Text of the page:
The Founder Of Drunk Yoga Wrote A Book Full Of Poses You Can Do At Home With Your Pinot
The concept of yoga is constantly being reimagined, and it’s something to raise a glass to. What was once recognized as a peaceful practice clad with heart-openers and child’s poses, the Ayurvedic custom is, of course, still spiritual at its core, but it’s also deeply rooted in self-empowerment, love, and, thanks to Drunk Yoga founder, performer, and now author, Eli Walker, a little liquid courage. Working sips of merlot into yoga studios has solidified the instructor's famed yogi status, and now, with the release of Eli Walker’s new book, Drunk Yoga, you don’t need to attend class to get your namaste-with-rose on.
Eli Walker first introduced the concept of Drunk Yoga to the Lower East Side of Manhattan in 2017. The idea was birthed at a bar called Grey Lady, where Walker’s boss asked her to teach him yoga. “He said, ‘Oh, you’re a yoga teacher now? You should teach me yoga. I can’t even touch my toe,'" Walker tells me in an exclusive interview with Elite Daily. “Well, he then proceeded to touch his toes and said, ‘Oh! I guess I can do it when I’m drunk.’” And thus began Walker’s mission to take the concept of performing yoga poses with a glass of wine in hand, and make it a reality.
“My goal is to teach the art of joy through self-empowerment, and in Drunk Yoga, we learn self-empowerment by empowering others,” Walker tells Elite Daily of her unique practice. “We invite our students to let their hair down and have some fun with friends — and make new ones while they’re at it. It’s all about fun, and creating a space where we can 'lift your spirit(s)' so you can uplift others through inspiring 'yoga drinking games' that I made up.”
Now, Walker is taking Drunk Yoga from the mat and putting it to paper in her debut book Drunk Yoga: 50 Wine & Yoga Poses to Lift Your Spirit(s) to take her voice, and the genius behind her trademarked practice, and share it with the masses. When I ask Walker what made her decide to transcribe her poses to ink on a page, the New York-based yoga teacher said that she was approached by an editor at Skyhorse Publishing who happened to take her class.
“She later found me on Instagram and messaged me, asking me if I’d consider sending them a pitch for the first ever ‘Drunk Yoga book,’” Walker explains. “I jumped on the opportunity and quickly put together everything she needed, and they loved my ideas and offered me the book deal right away.”
As the title suggests, the book is comprised of 50 yoga poses that Walker breaks down with step-by-step instructions and illustrations she describes as “humorous and cheeky.” Each explanation of Walker’s poses also includes a tip or two on how to balance your glass to keep your spirits alive — pun intended. Essentially, Walker’s manifesto is unlike any other how-to-yoga guidebook on the shelf, because not only does it pair the Ayurvedic practice with alcohol, it’s also layered with jokes and stories to really hone in on her overall message: that life on its own is hard enough, but yoga doesn’t have to be.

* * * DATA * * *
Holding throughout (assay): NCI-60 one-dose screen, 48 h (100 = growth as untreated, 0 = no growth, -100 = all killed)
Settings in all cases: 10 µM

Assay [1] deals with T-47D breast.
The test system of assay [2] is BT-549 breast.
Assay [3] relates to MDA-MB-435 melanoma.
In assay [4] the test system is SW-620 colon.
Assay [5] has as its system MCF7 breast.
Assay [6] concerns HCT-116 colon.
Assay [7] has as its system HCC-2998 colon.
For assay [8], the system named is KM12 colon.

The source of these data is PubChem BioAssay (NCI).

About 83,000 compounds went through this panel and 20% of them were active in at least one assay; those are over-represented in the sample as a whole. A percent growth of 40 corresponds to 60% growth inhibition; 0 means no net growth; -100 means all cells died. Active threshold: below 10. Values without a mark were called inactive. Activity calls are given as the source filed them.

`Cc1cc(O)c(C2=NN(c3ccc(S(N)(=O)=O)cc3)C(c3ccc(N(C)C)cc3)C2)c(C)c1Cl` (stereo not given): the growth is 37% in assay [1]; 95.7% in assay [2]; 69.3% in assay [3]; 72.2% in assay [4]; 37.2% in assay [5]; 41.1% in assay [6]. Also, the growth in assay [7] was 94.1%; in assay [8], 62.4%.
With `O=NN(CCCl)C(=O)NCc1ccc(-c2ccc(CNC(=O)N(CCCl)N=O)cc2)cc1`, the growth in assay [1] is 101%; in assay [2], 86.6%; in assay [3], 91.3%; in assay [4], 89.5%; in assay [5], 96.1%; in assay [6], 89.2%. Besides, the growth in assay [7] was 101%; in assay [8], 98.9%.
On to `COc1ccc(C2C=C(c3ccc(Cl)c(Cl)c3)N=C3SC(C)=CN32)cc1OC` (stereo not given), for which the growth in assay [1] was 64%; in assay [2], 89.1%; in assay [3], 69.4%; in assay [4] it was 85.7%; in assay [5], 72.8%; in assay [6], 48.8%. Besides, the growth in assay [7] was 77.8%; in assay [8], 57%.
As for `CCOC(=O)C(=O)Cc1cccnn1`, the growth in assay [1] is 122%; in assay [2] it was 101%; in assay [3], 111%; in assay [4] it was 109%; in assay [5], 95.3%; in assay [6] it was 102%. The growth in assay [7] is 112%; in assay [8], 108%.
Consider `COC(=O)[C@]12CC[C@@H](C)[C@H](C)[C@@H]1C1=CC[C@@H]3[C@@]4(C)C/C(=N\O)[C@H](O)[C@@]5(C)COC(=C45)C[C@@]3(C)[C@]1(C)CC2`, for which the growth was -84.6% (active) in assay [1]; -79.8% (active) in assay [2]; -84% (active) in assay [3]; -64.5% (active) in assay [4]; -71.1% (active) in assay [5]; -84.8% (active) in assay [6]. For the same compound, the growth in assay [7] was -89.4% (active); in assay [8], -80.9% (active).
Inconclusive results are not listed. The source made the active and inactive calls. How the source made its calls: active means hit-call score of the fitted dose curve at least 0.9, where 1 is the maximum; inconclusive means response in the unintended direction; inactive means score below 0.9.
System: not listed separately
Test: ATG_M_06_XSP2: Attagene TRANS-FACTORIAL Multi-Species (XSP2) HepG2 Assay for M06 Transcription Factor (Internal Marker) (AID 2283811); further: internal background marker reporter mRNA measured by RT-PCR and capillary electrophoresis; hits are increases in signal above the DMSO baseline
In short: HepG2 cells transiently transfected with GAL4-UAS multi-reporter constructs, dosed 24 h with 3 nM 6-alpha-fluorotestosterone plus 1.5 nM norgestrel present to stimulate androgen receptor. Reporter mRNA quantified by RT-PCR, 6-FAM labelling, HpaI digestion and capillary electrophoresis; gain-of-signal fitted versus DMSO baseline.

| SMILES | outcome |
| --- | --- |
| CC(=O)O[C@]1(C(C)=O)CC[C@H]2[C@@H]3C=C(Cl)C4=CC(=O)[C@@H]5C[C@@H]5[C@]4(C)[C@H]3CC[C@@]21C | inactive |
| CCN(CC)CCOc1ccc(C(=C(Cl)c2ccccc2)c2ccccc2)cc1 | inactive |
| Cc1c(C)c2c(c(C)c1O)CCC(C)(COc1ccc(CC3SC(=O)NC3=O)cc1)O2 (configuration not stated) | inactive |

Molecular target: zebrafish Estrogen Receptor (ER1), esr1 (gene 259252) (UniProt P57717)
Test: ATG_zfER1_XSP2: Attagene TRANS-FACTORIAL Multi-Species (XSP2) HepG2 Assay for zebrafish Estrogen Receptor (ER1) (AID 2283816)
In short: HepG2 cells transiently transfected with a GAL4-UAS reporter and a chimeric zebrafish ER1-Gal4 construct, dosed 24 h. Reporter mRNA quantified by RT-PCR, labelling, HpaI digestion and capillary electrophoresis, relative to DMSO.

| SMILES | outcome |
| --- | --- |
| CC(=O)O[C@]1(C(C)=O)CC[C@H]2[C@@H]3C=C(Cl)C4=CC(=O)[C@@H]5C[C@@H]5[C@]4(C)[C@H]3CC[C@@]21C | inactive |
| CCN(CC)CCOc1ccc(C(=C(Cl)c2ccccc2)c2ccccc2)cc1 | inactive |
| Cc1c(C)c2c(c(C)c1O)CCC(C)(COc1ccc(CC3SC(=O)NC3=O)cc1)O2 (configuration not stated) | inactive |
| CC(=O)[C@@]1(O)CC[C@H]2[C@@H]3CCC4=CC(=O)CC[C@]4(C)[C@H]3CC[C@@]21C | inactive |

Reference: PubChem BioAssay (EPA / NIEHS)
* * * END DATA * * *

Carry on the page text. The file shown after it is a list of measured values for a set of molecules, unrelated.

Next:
Walker is absolutely right: Yoga doesn’t have to be hard. You don’t have to master crow pose the first time you step onto the mat. Hell, you don’t even have to know what crow pose is to be a yogi. Social media has done a fabulous job of glamorizing yoga in general, and what it means to be someone who practices it, but keep in mind that the influencers frozen in headstands and dressed in designer leggings had to work toward that level of strength. As admirable as it may be to have that skill-set, though, yoga is so much more than its poses, and that’s the lesson Walker aspires to teach Drunk Yoga students and readers of all levels alike.
“Yoga is, at its core, a universal practice that teaches the art of cultivating joy through unification — whether that be unification of breath, body, mind, and spirit, or unification of individuals coming together in community to support our collective joy,” Walker tells me. “Drunk Yoga is about primarily the latter, and I hope this book inspires would-be yogis out there to get on a mat and try it, as well as inspire seasoned yogis to not take themselves or the practice too seriously.”
As of right now, Walker’s classes are only held in New York, but the yoga instructor tells me she's working on expanding her outreach to New Jersey and Philadelphia this winter, with plans to move into Los Angeles and Chicago in the summer of 2019. In the meantime, Drunk Yoga is now available for purchase, so you can read up on and master the moves in your own home practice.
If you find that this type of yoga speaks to your spirit(s), there are a few ground rules Walker would like you to keep in mind. For one, it's definitely a good idea to use non-breakable glasses to sip on as you maneuver through your poses. You wouldn’t want your prop to shatter, of course, as it’s obviously dangerous and, not to mention, a serious buzzkill. Walker also points out that it's important to stay hydrated, so for every sip of wine, make sure you’re accommodating with a sip of water, too.
Last but not least, and perhaps above all else, Walker suggests you keep things simple with easy movements like child's pose (aka spreading your knees as wide as the mat, resting your butt on your heels, with your arms outstretched long in front of you and your forehead to the mat), and mountain pose (standing at the top of your mat with your feet parallel, hip-width distance apart, and your wine held to heart center).
“There is so much focus and presence required to balance and breathe when sipping and stretching simultaneously," Walker tells me. "If you are solo-practicing, allow the joy to be born from the mindful exploration of awakening the senses with wine, and connecting to the body through breath and movement. (That is to say, no need to get your sweat on here — keep the poses easy and don’t push yourself. Hashtag self-care!)”